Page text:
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Retailers’ challenge of the OQLF’s interpretation of the Charter of the French Language

April 30, 2013

On October 9, 2012, six retailers, BEST BUY, COSTCO, GAP, OLD NAVY, GUESS? and WAL-MART, filed a motion in the Superior Court of Québec seeking a declaratory judgement against the Office québécoise de la langue française (“OQLF”) that the use of their  trademarks on signage, without a French descriptor, does not breach the Charter of the French Language (the “Charter”) and its regulations.

The court challenge is the result of a campaign launched by the OQLF in 2011 that aims to require more public use of French on commercial signage. While the Charter generally requires French as the language of commerce in Québec, since 1993 the Charter’s regulations provided an exception for recognized trademarks. Businesses have relied upon this exception to display signs based on English trademarks without any additional descriptive wording in French.  However, in a move that has surprised and threatens to inconvenience many businesses, the OQLF made a distinction between trademarks and business names, finding public signs to be a display of a business name rather than a trademark. As a result of this distinction, the OQLF has cited Section 27 of the Charter’s Regulation respecting the language of commerce and business (the Regulation) which requires business names to include language, in French, describing the nature of the business; the OQLF has relied on this section of the Regulation as the basis for requiring a French descriptor on commercial signs.

The campaign targets all businesses, not just retailers, but these retailers have decided to seek the Court’s interpretation of the Charter and its regulations, which could put an end to the debate. According to the motion, the OQLF has apparently threatened to suspend Guess? and Wal-Mart’s "francization" certificates. (These certificates are issued by the OQLF to businesses that it considers to have widely adopted the use of French at all levels of the business).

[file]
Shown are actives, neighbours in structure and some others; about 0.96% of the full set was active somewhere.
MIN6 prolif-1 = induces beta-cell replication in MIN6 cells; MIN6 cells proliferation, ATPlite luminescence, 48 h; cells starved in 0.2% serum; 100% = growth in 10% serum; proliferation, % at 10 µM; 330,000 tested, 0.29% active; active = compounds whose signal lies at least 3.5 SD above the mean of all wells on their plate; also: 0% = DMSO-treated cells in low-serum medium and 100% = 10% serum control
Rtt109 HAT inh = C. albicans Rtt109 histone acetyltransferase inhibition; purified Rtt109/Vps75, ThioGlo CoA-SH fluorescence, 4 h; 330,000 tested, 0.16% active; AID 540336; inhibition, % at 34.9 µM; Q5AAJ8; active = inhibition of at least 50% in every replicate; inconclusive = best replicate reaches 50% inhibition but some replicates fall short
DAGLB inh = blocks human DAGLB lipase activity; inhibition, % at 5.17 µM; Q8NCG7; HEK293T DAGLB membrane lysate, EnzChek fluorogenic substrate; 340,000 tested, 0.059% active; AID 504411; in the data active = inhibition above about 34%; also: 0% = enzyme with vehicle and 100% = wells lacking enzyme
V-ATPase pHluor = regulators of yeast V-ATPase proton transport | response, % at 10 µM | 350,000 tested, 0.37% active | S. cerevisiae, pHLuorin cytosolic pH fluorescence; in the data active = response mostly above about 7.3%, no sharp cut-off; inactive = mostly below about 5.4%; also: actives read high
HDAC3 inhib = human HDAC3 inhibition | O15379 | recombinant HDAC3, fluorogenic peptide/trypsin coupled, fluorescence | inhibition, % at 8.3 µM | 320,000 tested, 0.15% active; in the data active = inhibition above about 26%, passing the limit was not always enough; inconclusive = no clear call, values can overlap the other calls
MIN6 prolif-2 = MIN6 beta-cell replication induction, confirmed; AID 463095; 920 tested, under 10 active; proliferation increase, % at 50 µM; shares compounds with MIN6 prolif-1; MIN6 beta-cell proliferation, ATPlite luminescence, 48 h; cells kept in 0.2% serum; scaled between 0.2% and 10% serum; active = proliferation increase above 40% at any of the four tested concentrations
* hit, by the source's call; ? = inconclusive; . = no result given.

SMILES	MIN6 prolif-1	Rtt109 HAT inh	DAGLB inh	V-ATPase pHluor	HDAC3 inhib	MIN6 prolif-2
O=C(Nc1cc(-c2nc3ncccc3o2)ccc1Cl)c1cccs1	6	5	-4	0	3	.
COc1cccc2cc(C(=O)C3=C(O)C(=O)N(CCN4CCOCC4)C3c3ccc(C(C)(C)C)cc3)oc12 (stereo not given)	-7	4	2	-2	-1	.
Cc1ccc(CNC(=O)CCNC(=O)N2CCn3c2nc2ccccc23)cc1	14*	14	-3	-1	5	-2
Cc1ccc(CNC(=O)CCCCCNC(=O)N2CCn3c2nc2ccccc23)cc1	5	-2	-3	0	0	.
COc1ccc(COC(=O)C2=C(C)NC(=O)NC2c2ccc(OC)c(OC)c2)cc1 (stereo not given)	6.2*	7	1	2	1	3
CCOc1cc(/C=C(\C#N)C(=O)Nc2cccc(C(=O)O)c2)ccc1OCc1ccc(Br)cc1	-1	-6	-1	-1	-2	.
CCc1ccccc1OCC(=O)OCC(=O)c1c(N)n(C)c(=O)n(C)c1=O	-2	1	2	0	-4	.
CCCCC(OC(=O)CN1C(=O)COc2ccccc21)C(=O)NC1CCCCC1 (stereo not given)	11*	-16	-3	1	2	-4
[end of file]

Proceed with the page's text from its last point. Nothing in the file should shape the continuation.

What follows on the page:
Since the motion was brought, the Québec government/OQLF has challenged the jurisdiction of the Superior Court, alleging that the Court of Québec is the proper forum. In addition, the Retail Council of Canada and the International Trademark Association have intervened as interested parties in the case. The motion is scheduled to be heard in October 2013.

Recently, the Québec’s minority Parti Québécois government introduced a bill to amend the Charter. The bill seeks to modify the Charter with the goal of enhancing French language requirements with stricter rules, but does not address the OQLF’s interpretation of trademarks on signage being business names requiring a French descriptor. This bill is still in its early stages before the National Assembly.

Many businesses operating in Québec also operate outside the province displaying signs that are based on English trademarks. Consider as a hypothetical example, a business that operates furniture stores in association with the trademark DAILY LIVING.

The OQLF website indicates that a commercial sign of such a business in Québec would be compliant with the Charter and the Regulation only if:

  • the English trademark is accompanied by a French descriptor, such as:



  • an alternative French trademark is displayed alone on the sign , such as:


  • the English trademark is accompanied by a descriptive phrase in French, such as:

Meubles, literie et décoration

  • or both an English trademark and a French trademark are included, with the French mark having marked prominence, such as:


The OQLF has been publicly criticized in the past few months for its aggressive attacks on Montréal businesses, including one against a well-established restaurant for using the Italian word “pasta” in its menu. This complaint received so much negative media attention that the head of the OQLF subsequently had to resign. The Québec Language Minister has since indicated that the OQLF will seek to adopt a more sensible approach toward enforcing compliance with the Charter.

With the pending bill and the court action, there will certainly be important developments and changes in the months ahead.

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Brigitte Chan Brigitte Chan
LL.L., LL.B.
514.871.2920  email Brigitte Chan